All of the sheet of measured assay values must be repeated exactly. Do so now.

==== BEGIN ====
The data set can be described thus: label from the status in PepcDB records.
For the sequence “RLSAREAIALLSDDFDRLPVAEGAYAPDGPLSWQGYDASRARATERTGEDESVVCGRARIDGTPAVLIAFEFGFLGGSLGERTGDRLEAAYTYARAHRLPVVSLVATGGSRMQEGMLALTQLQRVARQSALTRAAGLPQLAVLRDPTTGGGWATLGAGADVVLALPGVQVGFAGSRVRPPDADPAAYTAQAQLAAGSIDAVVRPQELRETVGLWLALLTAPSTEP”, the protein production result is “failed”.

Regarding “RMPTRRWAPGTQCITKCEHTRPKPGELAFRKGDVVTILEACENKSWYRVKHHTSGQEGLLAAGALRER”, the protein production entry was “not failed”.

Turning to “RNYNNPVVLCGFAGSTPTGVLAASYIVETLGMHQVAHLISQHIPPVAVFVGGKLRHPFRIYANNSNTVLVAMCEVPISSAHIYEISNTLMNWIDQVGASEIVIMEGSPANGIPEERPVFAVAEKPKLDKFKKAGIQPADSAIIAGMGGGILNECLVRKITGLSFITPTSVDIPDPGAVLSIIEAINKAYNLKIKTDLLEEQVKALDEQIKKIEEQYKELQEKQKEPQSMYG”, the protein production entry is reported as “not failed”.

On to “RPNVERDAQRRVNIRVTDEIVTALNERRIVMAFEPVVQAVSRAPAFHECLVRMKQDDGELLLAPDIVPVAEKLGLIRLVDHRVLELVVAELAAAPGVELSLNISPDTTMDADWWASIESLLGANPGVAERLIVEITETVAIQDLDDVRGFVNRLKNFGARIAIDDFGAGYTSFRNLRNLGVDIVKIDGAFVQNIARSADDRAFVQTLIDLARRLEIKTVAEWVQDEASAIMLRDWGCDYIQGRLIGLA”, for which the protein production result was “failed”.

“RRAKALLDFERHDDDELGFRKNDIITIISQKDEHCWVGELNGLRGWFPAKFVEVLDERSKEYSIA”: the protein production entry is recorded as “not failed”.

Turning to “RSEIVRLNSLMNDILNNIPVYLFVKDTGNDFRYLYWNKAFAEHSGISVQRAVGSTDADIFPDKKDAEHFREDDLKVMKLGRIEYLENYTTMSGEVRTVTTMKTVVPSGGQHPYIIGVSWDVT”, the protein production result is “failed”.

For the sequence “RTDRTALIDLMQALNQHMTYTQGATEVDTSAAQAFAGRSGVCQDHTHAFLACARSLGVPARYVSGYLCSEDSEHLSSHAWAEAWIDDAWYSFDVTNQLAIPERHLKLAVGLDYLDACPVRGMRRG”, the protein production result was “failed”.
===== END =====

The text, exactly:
The data set can be described thus: label from the status in PepcDB records.
For the sequence “RLSAREAIALLSDDFDRLPVAEGAYAPDGPLSWQGYDASRARATERTGEDESVVCGRARIDGTPAVLIAFEFGFLGGSLGERTGDRLEAAYTYARAHRLPVVSLVATGGSRMQEGMLALTQLQRVARQSALTRAAGLPQLAVLRDPTTGGGWATLGAGADVVLALPGVQVGFAGSRVRPPDADPAAYTAQAQLAAGSIDAVVRPQELRETVGLWLALLTAPSTEP”, the protein production result is “failed”.

Regarding “RMPTRRWAPGTQCITKCEHTRPKPGELAFRKGDVVTILEACENKSWYRVKHHTSGQEGLLAAGALRER”, the protein production entry was “not failed”.

Turning to “RNYNNPVVLCGFAGSTPTGVLAASYIVETLGMHQVAHLISQHIPPVAVFVGGKLRHPFRIYANNSNTVLVAMCEVPISSAHIYEISNTLMNWIDQVGASEIVIMEGSPANGIPEERPVFAVAEKPKLDKFKKAGIQPADSAIIAGMGGGILNECLVRKITGLSFITPTSVDIPDPGAVLSIIEAINKAYNLKIKTDLLEEQVKALDEQIKKIEEQYKELQEKQKEPQSMYG”, the protein production entry is reported as “not failed”.

On to “RPNVERDAQRRVNIRVTDEIVTALNERRIVMAFEPVVQAVSRAPAFHECLVRMKQDDGELLLAPDIVPVAEKLGLIRLVDHRVLELVVAELAAAPGVELSLNISPDTTMDADWWASIESLLGANPGVAERLIVEITETVAIQDLDDVRGFVNRLKNFGARIAIDDFGAGYTSFRNLRNLGVDIVKIDGAFVQNIARSADDRAFVQTLIDLARRLEIKTVAEWVQDEASAIMLRDWGCDYIQGRLIGLA”, for which the protein production result was “failed”.

“RRAKALLDFERHDDDELGFRKNDIITIISQKDEHCWVGELNGLRGWFPAKFVEVLDERSKEYSIA”: the protein production entry is recorded as “not failed”.

Turning to “RSEIVRLNSLMNDILNNIPVYLFVKDTGNDFRYLYWNKAFAEHSGISVQRAVGSTDADIFPDKKDAEHFREDDLKVMKLGRIEYLENYTTMSGEVRTVTTMKTVVPSGGQHPYIIGVSWDVT”, the protein production result is “failed”.

For the sequence “RTDRTALIDLMQALNQHMTYTQGATEVDTSAAQAFAGRSGVCQDHTHAFLACARSLGVPARYVSGYLCSEDSEHLSSHAWAEAWIDDAWYSFDVTNQLAIPERHLKLAVGLDYLDACPVRGMRRG”, the protein production result was “failed”.